Adjective Predicate Order. Simple adjective predicate sentences have a different order: Adjective (Adverb) Subject.

Tsis dakka This is small.

However, such adjective predication may also be expressed with the copular verb deu.

Dakka deu tsis This is small.


Yes-no questions may be indicated in three ways. First, with the pre-sentential particle kin. Second, with the post-sentential particle loi. Third, with both kin and loi.

Kin órói këskóis? Are the men sleeping?
Órói këskóis loi? Are the men sleeping?
Kin órói këskóis loi? Are the men sleeping?

Using both particles together is for formal or very careful speech. The final particle loi is somewhat more common than kin.


A focused constituent may be fronted, which which case it will be followed by the particle . A subject may also be focused this way.

Gad dai fë lë ba I see this man.
Wayye fë ba é She sees them.

The end of an intonation unit will coincide with , so it may make sense to use a comma after it, especially for anything but focused subjects.


Except for a few root adverbs, adverbs take the same form as adjectives, and follow the word they go with.

Lë kóista I slept well.
Gol moddai we He is very large

The main exception to this is the negative not which comes before the negated word. If an object is negated it will usually also be fronted,

Vó wayye fë, lë ba. I don't see him, it's not him I see.
Lë byori vó woi dakka. I believe this unwillingly.

Full-clause or sentence adverbs ("hopefully, unfortunately," etc.) come at the start of a clause, and are usually have full-word reduplication. The accenting of the second word is minimal.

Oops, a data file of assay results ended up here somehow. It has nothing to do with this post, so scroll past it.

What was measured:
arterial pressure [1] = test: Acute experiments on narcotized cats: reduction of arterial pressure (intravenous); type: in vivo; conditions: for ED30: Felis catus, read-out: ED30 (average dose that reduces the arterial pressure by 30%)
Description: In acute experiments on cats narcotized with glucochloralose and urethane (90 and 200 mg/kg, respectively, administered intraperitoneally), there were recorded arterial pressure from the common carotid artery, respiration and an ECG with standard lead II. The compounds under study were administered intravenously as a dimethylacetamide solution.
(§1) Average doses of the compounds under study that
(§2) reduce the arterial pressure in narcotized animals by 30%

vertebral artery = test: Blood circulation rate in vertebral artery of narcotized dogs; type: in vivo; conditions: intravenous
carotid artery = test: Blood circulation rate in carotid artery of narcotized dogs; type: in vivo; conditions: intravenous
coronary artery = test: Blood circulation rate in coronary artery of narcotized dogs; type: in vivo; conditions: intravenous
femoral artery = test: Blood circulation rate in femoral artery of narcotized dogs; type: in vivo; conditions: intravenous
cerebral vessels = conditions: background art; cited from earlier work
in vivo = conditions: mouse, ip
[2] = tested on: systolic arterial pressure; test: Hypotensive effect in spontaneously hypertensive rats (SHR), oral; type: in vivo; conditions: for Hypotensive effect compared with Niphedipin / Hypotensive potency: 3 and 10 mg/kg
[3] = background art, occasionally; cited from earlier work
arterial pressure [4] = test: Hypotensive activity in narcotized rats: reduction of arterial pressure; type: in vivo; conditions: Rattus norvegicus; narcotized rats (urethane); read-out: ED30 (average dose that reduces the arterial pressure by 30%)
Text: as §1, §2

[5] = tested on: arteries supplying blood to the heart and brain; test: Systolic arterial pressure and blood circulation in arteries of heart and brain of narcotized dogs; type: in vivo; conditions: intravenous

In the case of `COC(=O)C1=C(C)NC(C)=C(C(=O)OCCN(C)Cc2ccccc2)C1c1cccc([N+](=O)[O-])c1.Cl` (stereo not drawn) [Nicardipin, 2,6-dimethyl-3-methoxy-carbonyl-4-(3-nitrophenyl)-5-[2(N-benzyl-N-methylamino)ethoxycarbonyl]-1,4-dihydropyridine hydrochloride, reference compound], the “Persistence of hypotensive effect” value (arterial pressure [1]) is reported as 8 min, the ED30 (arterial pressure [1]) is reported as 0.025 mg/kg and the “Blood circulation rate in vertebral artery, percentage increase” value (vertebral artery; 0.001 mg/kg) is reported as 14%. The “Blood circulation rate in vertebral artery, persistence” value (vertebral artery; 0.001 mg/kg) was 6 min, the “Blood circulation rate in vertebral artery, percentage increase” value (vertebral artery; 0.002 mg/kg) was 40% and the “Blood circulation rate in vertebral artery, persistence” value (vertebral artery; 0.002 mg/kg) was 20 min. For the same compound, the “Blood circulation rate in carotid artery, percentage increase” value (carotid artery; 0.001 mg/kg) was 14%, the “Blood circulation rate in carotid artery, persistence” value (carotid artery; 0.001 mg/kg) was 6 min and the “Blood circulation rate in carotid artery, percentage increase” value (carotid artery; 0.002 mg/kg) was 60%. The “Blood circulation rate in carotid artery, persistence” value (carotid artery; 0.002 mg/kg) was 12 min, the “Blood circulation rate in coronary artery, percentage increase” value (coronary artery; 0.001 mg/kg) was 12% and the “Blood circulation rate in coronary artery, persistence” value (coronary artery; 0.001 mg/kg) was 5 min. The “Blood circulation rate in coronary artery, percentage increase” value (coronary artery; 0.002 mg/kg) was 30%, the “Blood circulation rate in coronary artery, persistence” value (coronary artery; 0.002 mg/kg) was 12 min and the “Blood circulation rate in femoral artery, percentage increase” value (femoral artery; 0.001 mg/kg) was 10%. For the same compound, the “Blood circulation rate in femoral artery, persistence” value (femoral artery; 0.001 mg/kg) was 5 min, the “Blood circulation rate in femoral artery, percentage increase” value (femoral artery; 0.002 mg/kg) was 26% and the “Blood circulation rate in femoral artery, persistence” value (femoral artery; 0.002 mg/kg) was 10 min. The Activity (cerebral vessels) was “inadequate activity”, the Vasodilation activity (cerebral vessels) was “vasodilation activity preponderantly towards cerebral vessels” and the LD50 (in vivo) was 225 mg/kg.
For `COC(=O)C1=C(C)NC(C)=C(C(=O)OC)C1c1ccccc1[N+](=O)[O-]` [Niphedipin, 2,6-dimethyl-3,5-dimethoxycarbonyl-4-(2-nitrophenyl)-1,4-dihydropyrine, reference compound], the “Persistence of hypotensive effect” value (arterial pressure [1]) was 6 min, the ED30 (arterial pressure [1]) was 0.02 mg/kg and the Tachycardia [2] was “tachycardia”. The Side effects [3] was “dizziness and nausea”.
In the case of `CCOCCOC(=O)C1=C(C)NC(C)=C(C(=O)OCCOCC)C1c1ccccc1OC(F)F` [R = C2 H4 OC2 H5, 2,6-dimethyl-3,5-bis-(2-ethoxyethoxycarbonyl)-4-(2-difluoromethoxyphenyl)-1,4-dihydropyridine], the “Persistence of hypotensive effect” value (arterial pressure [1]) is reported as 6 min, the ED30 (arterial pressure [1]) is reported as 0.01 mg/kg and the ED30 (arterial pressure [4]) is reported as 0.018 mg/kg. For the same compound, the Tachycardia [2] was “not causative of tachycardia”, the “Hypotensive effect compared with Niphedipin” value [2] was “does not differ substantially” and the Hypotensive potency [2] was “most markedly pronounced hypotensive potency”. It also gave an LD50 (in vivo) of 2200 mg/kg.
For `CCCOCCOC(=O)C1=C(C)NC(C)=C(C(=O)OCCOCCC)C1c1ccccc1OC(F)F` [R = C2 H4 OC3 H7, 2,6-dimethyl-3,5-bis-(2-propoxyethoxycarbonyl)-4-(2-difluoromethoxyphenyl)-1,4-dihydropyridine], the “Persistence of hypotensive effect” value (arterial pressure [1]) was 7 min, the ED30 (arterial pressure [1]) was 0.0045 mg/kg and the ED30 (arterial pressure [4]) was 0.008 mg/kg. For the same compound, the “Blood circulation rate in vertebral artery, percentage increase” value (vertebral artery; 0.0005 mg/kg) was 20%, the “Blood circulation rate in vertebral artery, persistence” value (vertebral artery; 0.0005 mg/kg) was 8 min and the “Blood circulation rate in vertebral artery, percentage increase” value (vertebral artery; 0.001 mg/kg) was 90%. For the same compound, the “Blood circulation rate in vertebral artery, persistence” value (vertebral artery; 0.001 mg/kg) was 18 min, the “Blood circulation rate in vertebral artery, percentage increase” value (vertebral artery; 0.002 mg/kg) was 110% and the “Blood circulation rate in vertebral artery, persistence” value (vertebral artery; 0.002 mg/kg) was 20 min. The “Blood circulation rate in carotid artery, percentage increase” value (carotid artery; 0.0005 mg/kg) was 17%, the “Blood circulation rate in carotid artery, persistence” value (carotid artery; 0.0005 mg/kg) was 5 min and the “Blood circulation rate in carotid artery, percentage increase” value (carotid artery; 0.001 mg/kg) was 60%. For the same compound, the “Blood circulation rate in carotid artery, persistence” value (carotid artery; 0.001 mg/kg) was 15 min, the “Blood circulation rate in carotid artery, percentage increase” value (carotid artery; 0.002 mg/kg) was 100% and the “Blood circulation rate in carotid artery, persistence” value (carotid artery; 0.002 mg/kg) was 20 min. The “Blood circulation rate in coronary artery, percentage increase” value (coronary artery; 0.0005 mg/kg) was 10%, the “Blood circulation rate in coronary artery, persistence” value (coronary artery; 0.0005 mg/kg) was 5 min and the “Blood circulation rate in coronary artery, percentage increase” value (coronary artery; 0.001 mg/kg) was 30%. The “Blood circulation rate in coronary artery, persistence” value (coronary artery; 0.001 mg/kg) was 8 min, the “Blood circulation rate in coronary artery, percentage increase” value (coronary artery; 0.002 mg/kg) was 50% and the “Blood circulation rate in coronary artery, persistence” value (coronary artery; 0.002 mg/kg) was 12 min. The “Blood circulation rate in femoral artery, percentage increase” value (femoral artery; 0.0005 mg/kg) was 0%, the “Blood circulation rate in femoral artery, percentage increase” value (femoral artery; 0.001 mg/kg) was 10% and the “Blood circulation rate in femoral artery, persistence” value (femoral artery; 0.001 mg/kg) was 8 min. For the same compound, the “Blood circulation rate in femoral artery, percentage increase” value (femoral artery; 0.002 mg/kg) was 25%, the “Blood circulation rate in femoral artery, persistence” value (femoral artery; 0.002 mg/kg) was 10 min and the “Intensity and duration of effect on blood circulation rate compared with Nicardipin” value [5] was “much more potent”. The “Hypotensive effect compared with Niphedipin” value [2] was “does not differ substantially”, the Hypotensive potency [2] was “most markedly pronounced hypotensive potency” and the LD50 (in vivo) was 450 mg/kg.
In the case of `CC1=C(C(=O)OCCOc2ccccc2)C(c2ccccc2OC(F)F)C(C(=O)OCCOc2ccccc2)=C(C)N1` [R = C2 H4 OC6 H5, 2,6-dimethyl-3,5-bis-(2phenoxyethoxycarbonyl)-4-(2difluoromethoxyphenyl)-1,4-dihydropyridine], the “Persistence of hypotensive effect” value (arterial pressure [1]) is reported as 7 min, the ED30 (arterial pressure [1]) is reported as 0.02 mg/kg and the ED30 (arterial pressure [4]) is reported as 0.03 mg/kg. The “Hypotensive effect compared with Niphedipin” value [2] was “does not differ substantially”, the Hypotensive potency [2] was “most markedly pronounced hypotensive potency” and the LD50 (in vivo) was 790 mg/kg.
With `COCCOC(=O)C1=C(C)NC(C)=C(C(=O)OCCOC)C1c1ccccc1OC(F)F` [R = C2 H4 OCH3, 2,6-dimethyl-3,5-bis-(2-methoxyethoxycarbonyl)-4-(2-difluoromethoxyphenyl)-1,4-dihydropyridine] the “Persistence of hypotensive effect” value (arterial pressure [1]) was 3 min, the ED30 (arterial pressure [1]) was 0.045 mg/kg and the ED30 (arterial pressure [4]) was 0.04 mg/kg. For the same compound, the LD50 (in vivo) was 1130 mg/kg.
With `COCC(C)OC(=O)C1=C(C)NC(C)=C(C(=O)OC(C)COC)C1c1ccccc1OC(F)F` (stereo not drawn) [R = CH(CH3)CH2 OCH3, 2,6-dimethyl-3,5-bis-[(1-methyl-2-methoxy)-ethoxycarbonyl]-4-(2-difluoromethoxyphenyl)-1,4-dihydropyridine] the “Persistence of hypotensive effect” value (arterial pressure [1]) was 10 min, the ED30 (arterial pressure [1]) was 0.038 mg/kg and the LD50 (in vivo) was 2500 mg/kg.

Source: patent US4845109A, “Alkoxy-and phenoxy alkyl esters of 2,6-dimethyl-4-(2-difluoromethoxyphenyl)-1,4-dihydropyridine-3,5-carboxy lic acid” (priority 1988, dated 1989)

Lau lau lë vó myan dwé dakka Really, I cannot understand this.
Tsagi tsagi tsë gyauta é. Foolishly, you asked them.

Noun phrases of time and location may also be used as adverbs. These are somewhat more likely to come at the head of the clause, but can fall in the normal post-verbal slot, too.

Vor dai sësó bés adréwé yor. Tonight the stars are shining brightly.

Control Verbs and Verb Chaining

Modals and the verbs used to create passive sentences are the control verbs. When these are used, the controlled verb takes neither number nor tense marking, but instead partakes of the number and tense of the control verb.

woi rai bau. I want to go home.
woita rai bau. I wanted to go home.
Si wewoita rai bau. They wanted to go home.

Most Tsrai prepositions are actually verbs, and these follow the same pattern.

We klóta rai ugri. She fell to the ground.
Si kuklóta rai ugri. They fell to the ground.

Object Clauses

With verbs of speaking, asking, commanding, as well as verbs of desire, the dependent clause is introduced with the conjunction di.

We woi di tsë sordó adón dai. He wants you to read this book.
Si leleukka di we rai bau. They said that he went home.

Note that the tense of the verb in indirect discourse is relative to the time of speaking, not the main verb.

Relative Clauses

Relative clauses are created with the relative particle . If the head is the subject of the relative clause, is used alone:

Kin tsë ba gad hó kóis? Do you see the man who is sleeping?

For any other grammatical role, including direct object, the head requires a resumptive pronoun:

Gad hó tsë ba ó kóis. The man who you see (him) is sleeping.

Lexical Derivation and Compounding

Tsrai is primarily compounding, with few bound morphemes for producing new vocabulary.

See the full vocab.

Copyright (c) 2006-2019 William S. Annis